Released: November 13, 2007
A cover here and there isn’t a bad thing and often playing covers helps a band know itself. But there’s a big difference between the occasional cover that pops up on an album or a live set and releasing a whole album of someone else’s songs. This trend, similar to the current trend of Hollywood remakes, made me fear for the creative future of rock n roll until I realized that the bands making these albums are generally those whose creative force have either never been strong or are so far in the past that they may just as well not have existed. While most who can take honest stock of Queensryche today would argue that they are the latter, I tend to think of them as a band who was, despite a good deal of technical prowess, not all that interesting in the first place.
Needless to say, I didn’t expect Take Cover to be very compelling and it wasn’t. The covers on this album range from uninteresting to unlistenable. Of all the tracks, I suspected a band as emotionally crippled as Queensryche had the best shot at success with the deliberate coldness of Pink Floyd’s “Welcome to the Machine.” Instead of allowing their weaknesses to work as a strength, they feebly attempt to make it emotional. Of course, they fail, but success wouldn’t have been much better. It’s as if they never understood the song in the first place.
When I saw “For What It’s Worth” on the track list, I was surprised, but Queensryche did kind of fancy themselves social commentators. Unlike Buffalo Springfield though, they failed to recognize that love is a big part of social protest and their cover doesn’t have a drop of it. In most cases, I’m pleased when a band tries to add their own flair to the interpretation, but there’s one caveat: the change has to work. This one doesn’t. A band with all the political import of the Candyskins was able to move me more with their lite jangle pop version.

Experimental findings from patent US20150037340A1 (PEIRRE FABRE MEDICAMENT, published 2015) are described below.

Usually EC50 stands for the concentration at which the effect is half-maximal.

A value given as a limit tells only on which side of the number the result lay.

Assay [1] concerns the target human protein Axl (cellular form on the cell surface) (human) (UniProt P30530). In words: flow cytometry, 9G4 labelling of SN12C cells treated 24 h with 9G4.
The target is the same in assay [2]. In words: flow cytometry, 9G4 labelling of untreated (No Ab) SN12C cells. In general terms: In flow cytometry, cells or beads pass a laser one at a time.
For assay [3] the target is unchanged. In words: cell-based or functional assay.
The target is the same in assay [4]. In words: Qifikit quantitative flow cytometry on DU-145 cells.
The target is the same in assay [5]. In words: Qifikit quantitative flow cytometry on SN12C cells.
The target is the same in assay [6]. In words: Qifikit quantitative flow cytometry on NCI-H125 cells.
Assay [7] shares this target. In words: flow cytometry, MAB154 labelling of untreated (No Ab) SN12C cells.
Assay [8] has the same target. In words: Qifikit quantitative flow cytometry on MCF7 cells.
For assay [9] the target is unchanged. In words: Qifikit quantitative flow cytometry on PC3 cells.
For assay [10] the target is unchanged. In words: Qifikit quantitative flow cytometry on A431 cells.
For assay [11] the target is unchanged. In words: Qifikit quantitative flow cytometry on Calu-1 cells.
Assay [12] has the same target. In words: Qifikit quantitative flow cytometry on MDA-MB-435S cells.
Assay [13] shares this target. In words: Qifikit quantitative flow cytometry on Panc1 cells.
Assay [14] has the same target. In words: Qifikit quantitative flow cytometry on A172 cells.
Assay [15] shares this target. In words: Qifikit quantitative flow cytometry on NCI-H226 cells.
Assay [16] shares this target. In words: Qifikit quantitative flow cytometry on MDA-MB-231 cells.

They go on to rob “For the Love of Money” of its groove (it’s sad when you’re outdone by the Bullet Boys), “Innuendo” of its power (Geoff Tate is a sad excuse for Freddie Mercury and he’s closer than any of his band mates are to their counterparts in Queen), “Synchronicity II” of its urgency (did they read that one right off of the sheet music?) and “Red Rain” of its poignancy (I didn’t think it was possible not to be moved by that song). I don’t think I can even bring myself to talk about their misdeeds on “Bullet the Blue Sky,” but it certainly would have been bad enough without extending it past 10 minutes. Were they being serious with that one or was it supposed to be funny? Even though I couldn’t bring myself to laugh, I hope comedy was their goal.
The bottom line is that a good cover should do more than just a reinterpret the music. It should show an understanding and, more importantly, a love for the song. Either Queensryche doesn’t love the songs on Take Cover or they are completely incapable of conveying their love. Either way, this album is a failure even among all the failures that make up this sad new convention practiced by bands that are desperately trying to show their relevance.